• $6,318 for three or more qualifying children
  • $5,616 for two qualifying children
  • $3,400 for one qualifying child
  • $510 for no qualifying children

You must qualify for the credit by having business income or income from a job. When you’re claiming a qualifying child, he must be younger than 19 unless he’s enrolled as a full-time student, in which case the age limit rises to 24.

See: Know Before You File — Tax Breaks for 2018

Tax Loopholes for the Middle Class

In general, income tax loopholes for individuals in this category are harder to come by, as phase-out rules make them ineligible for a number of credits and deductions. Many credits are designed to help out lower-income taxpayers or pertain specifically to high earners; however, some credits and deductions are available to middle-income earners. Check out these four tax breaks that might help if you fall into this category.

4. Mortgage Interest Deduction

For middle-income taxpayers, your best chance of scoring a big tax break is your home. When you buy a home, you can claim the mortgage interest deduction. You can’t write off your entire monthly payment, but with a qualifying mortgage, you can deduct the interest payments you’ve made all year.

The home mortgage interest deduction allows you to deduct the interest portion of your mortgage payment, but not the principal. The deduction can be a big tax saver, but it makes sense only for those who itemize deductions. When the amount of your mortgage interest deduction exceeds your standard deduction, you’ll save more money if you itemize.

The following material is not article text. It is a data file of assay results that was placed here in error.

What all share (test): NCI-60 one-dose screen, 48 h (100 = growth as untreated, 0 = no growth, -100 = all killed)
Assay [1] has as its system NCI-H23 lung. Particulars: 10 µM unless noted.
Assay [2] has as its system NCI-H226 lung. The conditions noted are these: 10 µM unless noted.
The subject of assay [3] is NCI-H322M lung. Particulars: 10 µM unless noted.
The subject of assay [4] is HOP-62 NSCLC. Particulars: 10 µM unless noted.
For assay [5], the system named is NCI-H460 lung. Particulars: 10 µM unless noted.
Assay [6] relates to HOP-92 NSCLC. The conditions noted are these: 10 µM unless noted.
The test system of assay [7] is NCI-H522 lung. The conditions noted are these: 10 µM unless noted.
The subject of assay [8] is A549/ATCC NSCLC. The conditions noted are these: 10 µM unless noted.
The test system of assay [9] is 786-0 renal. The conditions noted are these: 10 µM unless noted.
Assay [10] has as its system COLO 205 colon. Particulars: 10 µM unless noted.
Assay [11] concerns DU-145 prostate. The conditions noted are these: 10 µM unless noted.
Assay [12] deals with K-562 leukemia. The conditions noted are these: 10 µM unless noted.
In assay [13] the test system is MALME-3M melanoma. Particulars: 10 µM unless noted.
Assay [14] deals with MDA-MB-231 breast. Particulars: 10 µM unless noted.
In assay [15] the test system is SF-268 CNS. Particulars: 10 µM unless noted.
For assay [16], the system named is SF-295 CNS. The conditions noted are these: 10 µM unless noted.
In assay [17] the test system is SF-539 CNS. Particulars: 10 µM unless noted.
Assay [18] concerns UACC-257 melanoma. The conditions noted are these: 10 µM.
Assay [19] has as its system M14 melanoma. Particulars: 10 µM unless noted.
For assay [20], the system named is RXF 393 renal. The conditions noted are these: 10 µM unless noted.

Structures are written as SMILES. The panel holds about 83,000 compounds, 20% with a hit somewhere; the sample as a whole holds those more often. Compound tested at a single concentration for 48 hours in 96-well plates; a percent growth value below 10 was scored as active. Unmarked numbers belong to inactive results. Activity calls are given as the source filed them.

For tax year 2017, the standard deduction amounts are:

  • $6,350 for single filing status
  • $6,350 for married filing separately
  • $9,350 for head of household
  • $12,700 for married filing jointly or qualifying widower

The IRS publishes extensive information on what a qualifying home is and who can claim the mortgage interest deduction. Most standard home mortgage loans qualify, however, as long as the loan is for your primary residence and you are the homeowner.

Explore: 7 Tax Breaks Every First-Time Homebuyer Must Know

5. Lifetime Learning Credit

The lifetime learning credit is an educational tax credit that’s similar to the American opportunity tax credit. When you claim one of these two credits, however, you cannot claim the other. Unlike the refundable American opportunity tax credit, the lifetime learning credit is nonrefundable. You can claim the LLC for an unlimited number of tax years, but the AOTC has a four-year maximum.

The lifetime learning credit lets you claim up to $2,000 to help offset the educational costs of a qualifying student. The credit comes with relatively high modified adjusted gross income caps: $130,000 if you’re married and filing jointly and $65,000 if you’re filing as single, head of household or qualifying widower. You can’t claim the credit, however, if you’re married and filing separately.

The tax credit is available regardless of your age, as long as it goes toward a qualified educational expense. Acceptable expenses include tuition, student activity fees, course-related books, supplies and equipment. 

RELATED: Check out some of the most ridiculous tax loopholes: 

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1. Alaskan Whaling Captain Deduction

Alaskan whaling captains can avoid tax on up to $10,000 of whaling-related expenses per year. Costs they can deduct include purchasing and maintaining the boat, weapons and gear, food and supplies for the crew, and storing and distributing the catch.

Oddly, whaling captains report these costs as a charitable deduction on their tax returns. Unless someone is authorized by the Alaska Eskimo Whaling Commission, however, whaling is illegal in the United States.

(marchello74 via Getty Images)

2. NASCAR Track Deduction